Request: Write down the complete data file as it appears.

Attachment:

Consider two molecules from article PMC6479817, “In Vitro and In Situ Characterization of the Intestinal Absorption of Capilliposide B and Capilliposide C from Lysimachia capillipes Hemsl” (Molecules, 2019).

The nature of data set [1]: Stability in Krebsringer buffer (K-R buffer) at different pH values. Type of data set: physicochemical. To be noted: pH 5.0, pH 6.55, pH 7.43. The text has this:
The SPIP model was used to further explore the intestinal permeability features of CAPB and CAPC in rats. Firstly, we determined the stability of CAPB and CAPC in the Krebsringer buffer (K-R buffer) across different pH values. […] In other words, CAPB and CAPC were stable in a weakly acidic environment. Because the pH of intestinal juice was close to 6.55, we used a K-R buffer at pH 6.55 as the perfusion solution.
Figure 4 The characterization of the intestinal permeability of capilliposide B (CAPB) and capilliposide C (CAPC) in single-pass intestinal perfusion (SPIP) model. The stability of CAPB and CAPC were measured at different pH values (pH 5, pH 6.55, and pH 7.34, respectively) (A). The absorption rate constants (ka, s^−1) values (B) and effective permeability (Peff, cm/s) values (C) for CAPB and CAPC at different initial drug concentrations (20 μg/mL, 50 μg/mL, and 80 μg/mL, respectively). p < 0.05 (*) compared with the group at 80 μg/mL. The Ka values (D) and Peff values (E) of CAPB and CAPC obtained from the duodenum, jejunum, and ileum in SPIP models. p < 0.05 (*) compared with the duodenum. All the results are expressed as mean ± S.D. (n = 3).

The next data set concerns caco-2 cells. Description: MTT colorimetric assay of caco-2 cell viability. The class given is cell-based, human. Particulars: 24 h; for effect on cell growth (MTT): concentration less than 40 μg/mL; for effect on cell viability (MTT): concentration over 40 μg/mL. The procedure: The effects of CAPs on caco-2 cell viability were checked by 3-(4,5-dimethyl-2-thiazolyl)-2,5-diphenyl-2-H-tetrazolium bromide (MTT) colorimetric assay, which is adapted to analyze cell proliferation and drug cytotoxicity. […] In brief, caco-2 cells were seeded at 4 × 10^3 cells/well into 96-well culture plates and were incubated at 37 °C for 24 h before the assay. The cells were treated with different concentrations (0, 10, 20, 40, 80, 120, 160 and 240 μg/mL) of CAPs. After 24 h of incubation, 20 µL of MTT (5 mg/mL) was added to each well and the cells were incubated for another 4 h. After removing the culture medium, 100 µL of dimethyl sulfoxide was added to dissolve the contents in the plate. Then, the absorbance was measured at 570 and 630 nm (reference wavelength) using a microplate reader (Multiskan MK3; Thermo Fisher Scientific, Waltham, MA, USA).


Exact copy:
Consider two molecules from article PMC6479817, “In Vitro and In Situ Characterization of the Intestinal Absorption of Capilliposide B and Capilliposide C from Lysimachia capillipes Hemsl” (Molecules, 2019).

The nature of data set [1]: Stability in Krebsringer buffer (K-R buffer) at different pH values. Type of data set: physicochemical. To be noted: pH 5.0, pH 6.55, pH 7.43. The text has this:
The SPIP model was used to further explore the intestinal permeability features of CAPB and CAPC in rats. Firstly, we determined the stability of CAPB and CAPC in the Krebsringer buffer (K-R buffer) across different pH values. […] In other words, CAPB and CAPC were stable in a weakly acidic environment. Because the pH of intestinal juice was close to 6.55, we used a K-R buffer at pH 6.55 as the perfusion solution.
Figure 4 The characterization of the intestinal permeability of capilliposide B (CAPB) and capilliposide C (CAPC) in single-pass intestinal perfusion (SPIP) model. The stability of CAPB and CAPC were measured at different pH values (pH 5, pH 6.55, and pH 7.34, respectively) (A). The absorption rate constants (ka, s^−1) values (B) and effective permeability (Peff, cm/s) values (C) for CAPB and CAPC at different initial drug concentrations (20 μg/mL, 50 μg/mL, and 80 μg/mL, respectively). p < 0.05 (*) compared with the group at 80 μg/mL. The Ka values (D) and Peff values (E) of CAPB and CAPC obtained from the duodenum, jejunum, and ileum in SPIP models. p < 0.05 (*) compared with the duodenum. All the results are expressed as mean ± S.D. (n = 3).

The next data set concerns caco-2 cells. Description: MTT colorimetric assay of caco-2 cell viability. The class given is cell-based, human. Particulars: 24 h; for effect on cell growth (MTT): concentration less than 40 μg/mL; for effect on cell viability (MTT): concentration over 40 μg/mL. The procedure: The effects of CAPs on caco-2 cell viability were checked by 3-(4,5-dimethyl-2-thiazolyl)-2,5-diphenyl-2-H-tetrazolium bromide (MTT) colorimetric assay, which is adapted to analyze cell proliferation and drug cytotoxicity. […] In brief, caco-2 cells were seeded at 4 × 10^3 cells/well into 96-well culture plates and were incubated at 37 °C for 24 h before the assay. The cells were treated with different concentrations (0, 10, 20, 40, 80, 120, 160 and 240 μg/mL) of CAPs. After 24 h of incubation, 20 µL of MTT (5 mg/mL) was added to each well and the cells were incubated for another 4 h. After removing the culture medium, 100 µL of dimethyl sulfoxide was added to dissolve the contents in the plate. Then, the absorbance was measured at 570 and 630 nm (reference wavelength) using a microplate reader (Multiskan MK3; Thermo Fisher Scientific, Waltham, MA, USA).